This regional conclusion has potential implications for a number of important questions relating to the crises that afflicted the whole Empire during the third century. On a microeconomic level, if the evidence above is considered compelling, it requires a reassessment of how ordinary people’s standards of living changed and suggests that wages kept pace with inflation over the period.23 Given the inflationary framework constructed, data from financial transactions over more than 200 years may be ‘normalised’ or ‘re-calibrated’ to a common real value, increasing the usability of this data and allowing direct comparison. An example of the potential that this framework provides would be the quantification of high real returns on investment in land and loans in Roman Egypt, with the resultant implications for wealth concentration (Piketty 2014; Kelly 2020: 230–233). On a macroeconomic level, it provides a framework for considering whether army pay increases in the period were simply inflationary or whether the army took an increasing share of the available resources at others’ expense (for a summary of the debate on the levels of pay and increases see Speidel 2014). Perhaps most importantly, it also contributes to the debate on the effects of coinage debasement on the economy (Haklai-Rotenberg 2011; Bransbourg 2012: 157; Temin 2013: 70–71; Elliott 2020: 126–141).
Finally, as to why the period after the middle of the second century experienced inflationary increases, a detailed analysis of the possible reasons is beyond the scope of this paper. However, in other historical contexts, a plague has led to an inflationary spurt, for instance in mediaeval England after the Black Death, and as Rathbone noted it could well be that the Antonine plague was the trigger for this change (Rathbone 1996: 334; Munro 2005: 11). However, whilst this external event may have been the trigger to start prices increasing, the continued trend over a period of more than one hundred years would point to underlying endogenous systemic economic drivers, linked to fundamental supply and demand issues, which sustained inflation over such a long period.
The supplementary files for this article can be found as follows:
Appendix 1, notes on individual commodities and indicators. DOI: https://doi.org/10.16995/traj.4338.s1
Appendix 2, database of prices. DOI: https://doi.org/10.16995/traj.4338.s2
- See Lerouxel 2016: 42 for a similar statement and also Temin 2013: 87–88 for a mathematical proof of price stability after AD 190 but note that he based his corroboration only on wheat prices, and it is thus, I would suggest, flawed. However, he also, based purely on the existence of army pay increases, suggested continued inflation over the third century, Temin 2013: 74. Harper 2016: 816 models two periods of level prices for wheat but sees a ‘sharp increase in price variability across a range of goods and services in the entire period AD 250–275’. However, see Appendix 1 for comments on Harper’s methodology, and thus conclusions, for land prices and rents. [^]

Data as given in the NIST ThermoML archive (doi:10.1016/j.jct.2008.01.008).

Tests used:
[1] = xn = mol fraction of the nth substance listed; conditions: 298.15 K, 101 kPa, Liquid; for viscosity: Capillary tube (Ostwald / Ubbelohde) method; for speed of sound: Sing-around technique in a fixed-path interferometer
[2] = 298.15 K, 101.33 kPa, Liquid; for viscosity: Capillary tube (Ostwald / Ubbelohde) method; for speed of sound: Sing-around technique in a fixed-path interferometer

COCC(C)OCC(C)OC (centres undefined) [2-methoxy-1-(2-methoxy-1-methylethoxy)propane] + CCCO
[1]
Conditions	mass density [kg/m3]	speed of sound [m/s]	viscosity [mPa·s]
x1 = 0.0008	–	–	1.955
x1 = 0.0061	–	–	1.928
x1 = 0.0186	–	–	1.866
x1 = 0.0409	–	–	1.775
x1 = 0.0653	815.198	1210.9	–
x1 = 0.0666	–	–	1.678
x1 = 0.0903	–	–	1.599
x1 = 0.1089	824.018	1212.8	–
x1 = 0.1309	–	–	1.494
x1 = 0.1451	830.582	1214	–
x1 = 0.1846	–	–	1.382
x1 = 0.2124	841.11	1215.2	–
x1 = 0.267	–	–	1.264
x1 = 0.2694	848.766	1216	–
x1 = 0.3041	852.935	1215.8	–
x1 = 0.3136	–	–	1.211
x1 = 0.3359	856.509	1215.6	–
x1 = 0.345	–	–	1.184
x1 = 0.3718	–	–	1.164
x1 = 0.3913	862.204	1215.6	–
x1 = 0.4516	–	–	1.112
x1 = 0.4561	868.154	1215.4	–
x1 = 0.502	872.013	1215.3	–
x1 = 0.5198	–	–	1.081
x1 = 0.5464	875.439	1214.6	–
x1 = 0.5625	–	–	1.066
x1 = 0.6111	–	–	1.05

- Appendix 1 provides notes on the data concerned and Appendix 2, extracted from the appendices to my doctoral thesis, contains much of the data used. [^]
- Bagnall 2011: 74 suggests the inclusion of unpublished papyri inventories to remove some of the bias in the data caused by editorial choice, but time and resources did not allow this process to be undertaken. Ostraca were not included within the wider normative database but were included within the data for prices and indicators when they were identified through the process of review against papyri.info, the published volumes and the lists compiled by previous scholars. [^]
- Note however, I did not have access to the unpublished data from the ostraca of the Eastern Desert which contain some prices. Whether it would have been appropriate to include prices of commodities from such a different geographical area given, for instance, the impact of transportation costs, is another matter. [^]
- For commodity prices a double check of volumes published after the collections were compiled was undertaken. [^]
- If the data for all of Egypt were used for land and house prices then the same pattern of increase would be seen but the data would be more dispersed. [^]
- The best-fit line was computed using the least-squares of a general linear model. Note that although a third-order polynomial best-fit curve may exhibit two inflection points, it does not always do so if the data does not warrant this, see Figure 2 for example. For a good description of the use, advantages and limitations of polynomial regression see Aczel & Sounderpandian: 2009: 513–517. Use of a third-order polynomial avoids the need to make subjective choices of dates where prices are believed to have changed in nature, in Harper’s case: AD 160 and the late second century, and thus lets the data show when changes may have occurred without any additional unnecessary assumptions. [^]
- I thus consider that the population being analysed is one where documents, rather than price references are the data points. [^]
- The data we have available is simply a very small sample of the population of prices that were actually paid in Roman Egypt. Sample bias will arise in a number of ways but by using median prices from each source we ensure that the information given from each source is equally weighted, rather than over-weighting a source with many prices within it and we reduce the likelihood that observations are not independent. However, this bias and dependence cannot be removed entirely since a number of observations are clearly not independent since they come from the same archive or archaeological excavation. [^]